DUBUQUE - The city of Dubuque intentionally changed its low-income housing program to make it harder for African-Americans to qualify as a response to public fears about crime, according to a harsh federal review criticizing the city's history of racial tension.
The U.S. Department of Housing and Urban Development said in a letter this week that its review found evidence that Dubuque discriminated against African-Americans in the administration of its Section 8 rental assistance program.
City officials made policy changes starting in 2007 that gave white applicants preference over blacks, at a time when the public was concerned about an "influx" of minorities moving to the predominantly white city, the report said. Racial tensions flared up again in 2009, the report said, and city officials took even more aggressive steps to favor whites over blacks in awarding vouchers.
The city cut the number of vouchers from 1,076 to 900, eliminated a preference for very low-income residents and purged its waiting list of hundreds of applicants, the report found. The changes had the impact of favoring applicants from Dubuque or elsewhere in Iowa, which is 91 percent white, while denying benefits to blacks from Chicago, who had been among the most frequent applicants.
The black population in Dubuque more than tripled from 2000 to 2010, and now amounts to 2,300 residents, or about 4 percent of the population.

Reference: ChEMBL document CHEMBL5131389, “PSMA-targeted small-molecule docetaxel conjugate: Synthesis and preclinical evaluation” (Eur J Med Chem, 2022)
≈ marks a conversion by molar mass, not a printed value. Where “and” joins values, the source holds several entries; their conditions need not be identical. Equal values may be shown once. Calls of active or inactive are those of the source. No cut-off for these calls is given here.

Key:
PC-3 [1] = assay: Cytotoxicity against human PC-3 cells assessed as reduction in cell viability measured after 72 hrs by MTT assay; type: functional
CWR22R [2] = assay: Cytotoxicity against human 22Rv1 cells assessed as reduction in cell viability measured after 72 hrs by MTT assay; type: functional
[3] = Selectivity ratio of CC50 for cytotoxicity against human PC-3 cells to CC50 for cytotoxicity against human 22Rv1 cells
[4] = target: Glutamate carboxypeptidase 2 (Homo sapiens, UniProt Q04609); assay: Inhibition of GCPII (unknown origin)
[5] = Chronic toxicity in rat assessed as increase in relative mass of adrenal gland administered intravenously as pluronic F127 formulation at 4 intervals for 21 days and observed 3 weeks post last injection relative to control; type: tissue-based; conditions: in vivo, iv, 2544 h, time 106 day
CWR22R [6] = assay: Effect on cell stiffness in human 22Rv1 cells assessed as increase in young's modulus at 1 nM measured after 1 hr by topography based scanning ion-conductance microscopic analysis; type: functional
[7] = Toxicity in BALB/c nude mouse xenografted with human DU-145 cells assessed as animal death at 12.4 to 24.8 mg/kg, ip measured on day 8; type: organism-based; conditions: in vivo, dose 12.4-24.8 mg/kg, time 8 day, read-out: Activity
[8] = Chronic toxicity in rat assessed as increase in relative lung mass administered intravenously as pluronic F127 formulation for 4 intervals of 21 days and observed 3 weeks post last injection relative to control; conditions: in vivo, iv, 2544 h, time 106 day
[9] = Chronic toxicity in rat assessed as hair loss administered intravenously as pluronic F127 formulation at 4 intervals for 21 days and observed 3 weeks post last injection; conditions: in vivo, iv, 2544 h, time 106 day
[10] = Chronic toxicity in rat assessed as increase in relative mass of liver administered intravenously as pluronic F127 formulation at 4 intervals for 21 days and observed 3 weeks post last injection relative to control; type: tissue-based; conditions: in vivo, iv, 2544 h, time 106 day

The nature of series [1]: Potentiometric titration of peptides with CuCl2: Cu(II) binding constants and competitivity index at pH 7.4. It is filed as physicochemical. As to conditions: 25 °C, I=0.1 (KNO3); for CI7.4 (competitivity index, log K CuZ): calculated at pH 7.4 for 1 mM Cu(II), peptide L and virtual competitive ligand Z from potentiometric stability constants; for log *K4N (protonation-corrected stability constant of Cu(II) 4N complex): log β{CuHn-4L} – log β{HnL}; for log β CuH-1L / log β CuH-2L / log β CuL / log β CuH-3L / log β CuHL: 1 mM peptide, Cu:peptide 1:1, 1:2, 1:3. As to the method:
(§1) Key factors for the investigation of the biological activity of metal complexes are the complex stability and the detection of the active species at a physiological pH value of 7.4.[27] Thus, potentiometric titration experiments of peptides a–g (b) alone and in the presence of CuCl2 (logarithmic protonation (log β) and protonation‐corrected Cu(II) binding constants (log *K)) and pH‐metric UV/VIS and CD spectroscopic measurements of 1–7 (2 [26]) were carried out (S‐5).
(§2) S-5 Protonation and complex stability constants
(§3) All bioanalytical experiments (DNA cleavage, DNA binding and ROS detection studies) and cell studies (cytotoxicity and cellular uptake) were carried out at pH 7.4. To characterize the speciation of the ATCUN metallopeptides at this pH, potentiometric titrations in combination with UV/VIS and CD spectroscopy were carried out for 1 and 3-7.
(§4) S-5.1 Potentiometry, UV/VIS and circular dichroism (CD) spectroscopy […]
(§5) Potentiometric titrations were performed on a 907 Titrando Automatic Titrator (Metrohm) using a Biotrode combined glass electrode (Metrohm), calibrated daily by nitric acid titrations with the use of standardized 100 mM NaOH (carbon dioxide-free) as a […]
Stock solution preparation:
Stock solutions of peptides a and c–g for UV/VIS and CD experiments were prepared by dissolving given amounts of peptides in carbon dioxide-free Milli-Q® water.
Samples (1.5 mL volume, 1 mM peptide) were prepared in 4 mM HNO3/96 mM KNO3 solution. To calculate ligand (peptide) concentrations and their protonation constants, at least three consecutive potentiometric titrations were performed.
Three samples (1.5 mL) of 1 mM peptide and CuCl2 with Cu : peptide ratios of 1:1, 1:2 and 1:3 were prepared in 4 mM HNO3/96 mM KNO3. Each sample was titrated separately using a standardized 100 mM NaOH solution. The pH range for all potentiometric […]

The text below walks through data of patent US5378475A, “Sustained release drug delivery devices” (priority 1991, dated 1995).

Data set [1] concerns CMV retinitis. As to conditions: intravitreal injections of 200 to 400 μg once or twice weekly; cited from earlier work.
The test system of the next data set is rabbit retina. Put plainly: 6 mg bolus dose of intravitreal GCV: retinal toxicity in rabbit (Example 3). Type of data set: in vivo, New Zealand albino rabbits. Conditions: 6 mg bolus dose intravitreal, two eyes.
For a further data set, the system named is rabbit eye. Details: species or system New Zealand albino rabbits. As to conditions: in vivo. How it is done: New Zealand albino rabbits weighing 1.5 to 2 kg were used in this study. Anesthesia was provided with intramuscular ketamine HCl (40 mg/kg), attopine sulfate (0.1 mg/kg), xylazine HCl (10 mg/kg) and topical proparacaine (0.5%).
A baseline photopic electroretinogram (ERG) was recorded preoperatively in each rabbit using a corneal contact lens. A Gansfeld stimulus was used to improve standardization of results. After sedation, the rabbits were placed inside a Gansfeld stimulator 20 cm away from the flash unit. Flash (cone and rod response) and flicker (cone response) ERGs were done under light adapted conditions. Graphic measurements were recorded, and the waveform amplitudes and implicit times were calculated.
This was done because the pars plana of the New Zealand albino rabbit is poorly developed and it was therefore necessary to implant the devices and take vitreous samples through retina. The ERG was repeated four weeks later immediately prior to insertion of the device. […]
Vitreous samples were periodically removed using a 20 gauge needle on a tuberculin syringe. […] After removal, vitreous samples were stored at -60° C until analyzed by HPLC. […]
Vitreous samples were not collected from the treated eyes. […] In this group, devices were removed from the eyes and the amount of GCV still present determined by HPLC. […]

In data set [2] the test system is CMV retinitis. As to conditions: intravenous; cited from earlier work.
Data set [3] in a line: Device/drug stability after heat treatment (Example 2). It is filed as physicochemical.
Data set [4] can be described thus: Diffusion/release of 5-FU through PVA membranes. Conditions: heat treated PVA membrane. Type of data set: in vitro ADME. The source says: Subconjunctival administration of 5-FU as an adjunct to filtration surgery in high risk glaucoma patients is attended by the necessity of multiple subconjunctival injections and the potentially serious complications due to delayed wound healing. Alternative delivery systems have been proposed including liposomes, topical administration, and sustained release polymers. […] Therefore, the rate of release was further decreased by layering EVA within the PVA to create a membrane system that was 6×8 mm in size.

City officials say the changes were meant to address funding concerns about the program, and to improve its administration. But the review said it found no evidence to back up those claims, and that the policies "were designed to change the racial composition of the Section 8 waiting list and program admissions."
"Officials of the City knew the numbers of persons applying to the program from outside of Iowa were from Chicago, and were disproportionately African American, and took the foregoing actions with the intent to limit the ability of these applicants to participate in the program so as to address City residents' discriminatory perceptions on crime and race," wrote Betty Bottiger, a regional official with HUD's Office of Fair Housing and Equal Opportunity.
Her review dug deep into the racial tensions in Dubuque, a city of 58,000 on the Mississippi River often praised for its strong economy and quality of life. She noted that Dubuque was the scene of dozens of cross burnings and other racial incidents from 1989 to 1991 in response to a city plan to boost diversity.